What makes a successful and enduring whisky event? Keep moving, keep changing and never settle.
It made a strange gurgling sound, but distiller Nick Franchino continued to palpitate the tube more gently than you would expect a former cage fighter to be able to. The liquid began to spurt (there is no other word, I’m afraid) along the plastic and into the bottle being held by Dan Szor.
The first splashes of the first legal bottle of Cotswolds whisky. Three years and a day after it was laid down. The fact that it was a public occasion might be not that surprising. That it was happening at Whisky Live in Paris (23-24 September), however, did give things a mildly surreal turn, but whisky is nothing if not a global phenomenon.
Glasses were passed around, followed by a slight silence as people nosed. That Man from Del Monte moment. There was no fear needed. This is a great whisky. I could tell that everything was going to be fine when I first tried Cotswolds at the same show – in fact, weirdly, on exactly the same spot – two years previously.
Now it was rounded and not at all prickly, the fruits had a light hint of honeyed ripeness and – despite Szor’s fears that the short time in the small cask they had brought across had taken effect – not wood-dominated. Franchino’s team had done their work well.
New liquid: Szor (left) and Franchino crack a cask to fill one of the first bottles of Cotswolds whisky
It had also proved Szor’s hunch right. One morning he woke up, disillusioned with life (or as disillusioned as you can get when you are in the Cotswolds), thinking about going back to work in London and had a ‘why am I doing this?’ moment.
We all have them. Not all of us then decide to build a distillery, but there again not all of us are at that point looking out at 600 acres of barley waving in a gentle breeze and thinking: ‘Why hasn’t anyone ever made whisky here?’
Now the distillery makes (excellent) gin, with a new genever style recently added, there’s absinthe and apple brandy ‘Cotswoldados’, but whisky is the main business. They also do things their own way – the staff are warned of crucial timings in production by various egg timers scattered about the place – part of its ‘why not?’ charm.
Take barley. It’s all local – which makes sense – and has been Odyssey, but the trials with the almost-forgotten Plumage Archer variety show great promise. It’s all malted close by in Warminster, aged in Jim Swan’s patented STR (shaved toasted recharred) ex-wine casks, first-fill ex-Bourbon, ex-Sherry and in time Calvados and, well, who knows what?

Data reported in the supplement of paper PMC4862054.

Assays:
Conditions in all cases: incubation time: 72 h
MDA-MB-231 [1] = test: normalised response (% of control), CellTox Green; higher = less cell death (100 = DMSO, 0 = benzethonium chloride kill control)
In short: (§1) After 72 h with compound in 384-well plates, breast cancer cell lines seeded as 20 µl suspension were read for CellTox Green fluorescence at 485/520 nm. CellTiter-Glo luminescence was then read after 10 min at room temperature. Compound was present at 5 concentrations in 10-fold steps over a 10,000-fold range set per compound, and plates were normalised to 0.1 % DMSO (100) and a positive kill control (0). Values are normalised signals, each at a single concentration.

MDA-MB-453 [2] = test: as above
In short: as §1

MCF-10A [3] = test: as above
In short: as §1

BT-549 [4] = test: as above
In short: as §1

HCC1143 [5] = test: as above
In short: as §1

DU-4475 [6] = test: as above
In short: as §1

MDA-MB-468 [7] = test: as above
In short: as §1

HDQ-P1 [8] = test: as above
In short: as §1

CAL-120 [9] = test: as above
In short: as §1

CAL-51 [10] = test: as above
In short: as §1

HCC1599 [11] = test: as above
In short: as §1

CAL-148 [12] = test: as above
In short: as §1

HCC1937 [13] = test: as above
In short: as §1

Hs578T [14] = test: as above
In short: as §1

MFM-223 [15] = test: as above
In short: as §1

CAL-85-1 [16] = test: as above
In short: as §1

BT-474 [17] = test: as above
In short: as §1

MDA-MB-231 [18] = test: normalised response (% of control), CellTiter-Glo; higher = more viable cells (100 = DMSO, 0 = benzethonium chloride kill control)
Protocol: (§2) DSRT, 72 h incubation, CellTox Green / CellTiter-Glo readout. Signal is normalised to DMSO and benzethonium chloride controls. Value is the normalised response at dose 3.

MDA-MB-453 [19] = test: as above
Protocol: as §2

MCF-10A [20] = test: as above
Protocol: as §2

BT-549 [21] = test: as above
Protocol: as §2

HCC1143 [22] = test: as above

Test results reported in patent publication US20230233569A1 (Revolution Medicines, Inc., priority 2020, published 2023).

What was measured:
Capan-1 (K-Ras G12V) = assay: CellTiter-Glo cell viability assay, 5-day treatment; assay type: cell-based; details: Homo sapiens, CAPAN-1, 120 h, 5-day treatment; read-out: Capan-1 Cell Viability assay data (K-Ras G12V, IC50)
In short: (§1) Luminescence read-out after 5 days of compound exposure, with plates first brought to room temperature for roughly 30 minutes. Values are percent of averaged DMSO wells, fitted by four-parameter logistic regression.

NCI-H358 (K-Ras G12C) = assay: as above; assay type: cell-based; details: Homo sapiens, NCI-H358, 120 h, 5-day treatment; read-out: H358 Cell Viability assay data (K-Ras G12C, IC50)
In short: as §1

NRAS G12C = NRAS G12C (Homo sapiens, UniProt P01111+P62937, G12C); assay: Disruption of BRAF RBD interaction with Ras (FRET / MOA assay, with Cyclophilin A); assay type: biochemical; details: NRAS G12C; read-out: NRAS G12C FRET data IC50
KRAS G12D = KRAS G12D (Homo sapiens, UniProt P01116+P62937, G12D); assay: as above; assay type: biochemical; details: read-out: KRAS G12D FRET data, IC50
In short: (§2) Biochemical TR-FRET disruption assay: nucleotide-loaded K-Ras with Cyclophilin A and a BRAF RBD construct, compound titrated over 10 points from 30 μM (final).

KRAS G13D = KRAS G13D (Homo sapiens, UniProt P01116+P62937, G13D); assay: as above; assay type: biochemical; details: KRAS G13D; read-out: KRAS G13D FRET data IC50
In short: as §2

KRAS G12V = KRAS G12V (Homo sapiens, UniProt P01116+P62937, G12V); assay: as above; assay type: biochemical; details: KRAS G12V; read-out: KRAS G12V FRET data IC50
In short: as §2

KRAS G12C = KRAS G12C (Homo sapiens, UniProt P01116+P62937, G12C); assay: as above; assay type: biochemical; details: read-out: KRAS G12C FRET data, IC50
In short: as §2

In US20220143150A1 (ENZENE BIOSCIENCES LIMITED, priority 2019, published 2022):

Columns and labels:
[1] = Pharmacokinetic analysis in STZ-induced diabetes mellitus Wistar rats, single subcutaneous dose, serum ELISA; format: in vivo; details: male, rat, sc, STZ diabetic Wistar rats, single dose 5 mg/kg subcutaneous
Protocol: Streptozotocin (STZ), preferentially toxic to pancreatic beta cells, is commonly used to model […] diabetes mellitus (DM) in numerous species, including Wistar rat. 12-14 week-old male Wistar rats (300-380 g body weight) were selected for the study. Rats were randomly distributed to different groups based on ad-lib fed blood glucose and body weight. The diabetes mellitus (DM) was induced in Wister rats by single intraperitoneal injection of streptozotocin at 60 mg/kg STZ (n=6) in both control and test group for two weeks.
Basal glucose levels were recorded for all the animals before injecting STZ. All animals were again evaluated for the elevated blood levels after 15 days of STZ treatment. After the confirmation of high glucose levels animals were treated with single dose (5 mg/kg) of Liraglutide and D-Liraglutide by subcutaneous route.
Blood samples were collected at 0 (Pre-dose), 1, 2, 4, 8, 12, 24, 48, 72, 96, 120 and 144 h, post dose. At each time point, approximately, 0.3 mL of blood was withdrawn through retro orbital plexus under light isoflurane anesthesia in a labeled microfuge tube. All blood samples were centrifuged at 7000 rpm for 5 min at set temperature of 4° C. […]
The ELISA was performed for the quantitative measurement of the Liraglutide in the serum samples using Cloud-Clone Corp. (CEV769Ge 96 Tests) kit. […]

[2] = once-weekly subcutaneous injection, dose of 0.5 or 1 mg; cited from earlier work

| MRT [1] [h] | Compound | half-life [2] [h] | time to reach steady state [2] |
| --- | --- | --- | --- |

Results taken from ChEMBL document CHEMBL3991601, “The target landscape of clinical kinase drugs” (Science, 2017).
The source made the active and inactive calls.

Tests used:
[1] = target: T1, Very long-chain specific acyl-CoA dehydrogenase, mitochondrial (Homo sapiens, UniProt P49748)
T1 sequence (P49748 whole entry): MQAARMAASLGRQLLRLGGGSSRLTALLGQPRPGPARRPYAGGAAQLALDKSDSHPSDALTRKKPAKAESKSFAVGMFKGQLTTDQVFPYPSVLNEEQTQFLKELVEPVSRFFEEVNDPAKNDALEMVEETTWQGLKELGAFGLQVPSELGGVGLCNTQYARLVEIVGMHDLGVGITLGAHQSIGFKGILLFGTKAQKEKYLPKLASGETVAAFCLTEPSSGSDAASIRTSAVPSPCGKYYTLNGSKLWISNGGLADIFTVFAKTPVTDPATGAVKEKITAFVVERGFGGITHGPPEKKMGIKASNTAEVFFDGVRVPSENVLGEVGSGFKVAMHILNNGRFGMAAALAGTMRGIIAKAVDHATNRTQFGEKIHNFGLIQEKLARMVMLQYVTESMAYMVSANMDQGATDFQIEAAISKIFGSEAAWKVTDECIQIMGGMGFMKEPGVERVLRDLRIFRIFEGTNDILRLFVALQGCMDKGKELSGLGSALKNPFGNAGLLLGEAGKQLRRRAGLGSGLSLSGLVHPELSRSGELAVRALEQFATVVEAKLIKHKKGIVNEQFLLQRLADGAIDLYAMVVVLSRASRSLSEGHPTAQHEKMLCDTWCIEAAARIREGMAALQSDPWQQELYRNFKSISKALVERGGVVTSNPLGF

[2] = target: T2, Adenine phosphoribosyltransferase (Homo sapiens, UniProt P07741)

All of that continues another of these themes that seem to weave their way into the loom of whisky these days – that of place. As whisky evolves, so the importance of the local will grow. That could mean ingredients, or wood, or a deeper understanding of roots.
If it is real, it becomes a tangible asset. Location becomes not just a selling-point (and 21st-century whisky makers have to be hard-nosed marketeers, as well as dreamers), but a foundation which helps drive style and quality.
It’s one reason why Szor refuses to say that he is making ‘English whisky’. ‘There is no such thing,’ he argues. ‘We’re making Cotswolds whisky. We are a single distillery. The TOAD (The Oxford Artisan Distillery) is nearby and they are doing things completely differently to us. How can you say we both make the same thing?’
Whisky in England is a world of possibilities. By coincidence, that night I was chatting with Dhavall Ghandi, whisky maker at Lakes distillery, and the same topic came up. He too is taking his own path, one that if it pays off opens up new possibilities in the interface between science and art.
Cocktail focus: Whisky shows are moving beyond traditional drams to delight curious visitors
The fact that these conversations were taking place at a show which used to be pretty much the sole preserve of Scotch shows how far we have come in a short period.
In the early days you’d stroll past the rum room and there would be the Parisian equivalent of tumbleweed blowing through. Now it’s dramatically different. There’s as great a selection of Scotch as ever, but there’re as many whiskies of the world – and every stand was equally busy.
I got happily lost in the rum’s gentle embrace, particularly a Marsala cask from Jamaica’s Worthy Park which had the fortified wine’s decadent dark fruits in perfect balance with the punchy Jamaican pot. Strange how more Sherry casks seem to be appearing in rum, just as Scotch seems to be wholeheartedly embracing first-fill Bourbon.
Should Scotch be scared? No. It just needs to be aware and not arrogant in its belief that size means guaranteed success (for it) and failure (for everyone else). It should also be aware that today’s consumer – you guys – might love whisky, but they too are looking beyond Scotch and to other spirits.
After a day’s sipping and spitting it was time for an aperitivo, specifically a Nardini Mezzomezzo – the superb bottled blend of its Rosso and Rabarbaro. But only after a taste of its newly reformulated aged grappas: a softly spicy, cherry-accented seven-year-old, and a 15-year-old which, though dry on the nose, exploded in the mouth with a perfumed, fruity, cigar-tinged elegance. ‘One for whisky lovers,’ said the firm’s ambassador Sharla Ault with a grin. Point taken.
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